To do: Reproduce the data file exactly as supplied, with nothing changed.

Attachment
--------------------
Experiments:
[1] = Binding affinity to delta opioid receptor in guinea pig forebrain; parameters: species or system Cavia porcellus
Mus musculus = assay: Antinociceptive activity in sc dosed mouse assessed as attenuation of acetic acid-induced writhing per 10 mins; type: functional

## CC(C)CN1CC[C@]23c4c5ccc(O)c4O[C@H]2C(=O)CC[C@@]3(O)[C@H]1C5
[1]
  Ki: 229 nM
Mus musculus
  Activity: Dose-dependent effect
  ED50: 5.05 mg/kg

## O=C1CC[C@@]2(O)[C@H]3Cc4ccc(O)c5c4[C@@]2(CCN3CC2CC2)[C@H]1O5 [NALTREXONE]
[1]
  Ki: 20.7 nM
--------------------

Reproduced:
Experiments:
[1] = Binding affinity to delta opioid receptor in guinea pig forebrain; parameters: species or system Cavia porcellus
Mus musculus = assay: Antinociceptive activity in sc dosed mouse assessed as attenuation of acetic acid-induced writhing per 10 mins; type: functional

## CC(C)CN1CC[C@]23c4c5ccc(O)c4O[C@H]2C(=O)CC[C@@]3(O)[C@H]1C5
[1]
  Ki: 229 nM
Mus musculus
  Activity: Dose-dependent effect
  ED50: 5.05 mg/kg

## O=C1CC[C@@]2(O)[C@H]3Cc4ccc(O)c5c4[C@@]2(CCN3CC2CC2)[C@H]1O5 [NALTREXONE]
[1]
  Ki: 20.7 nM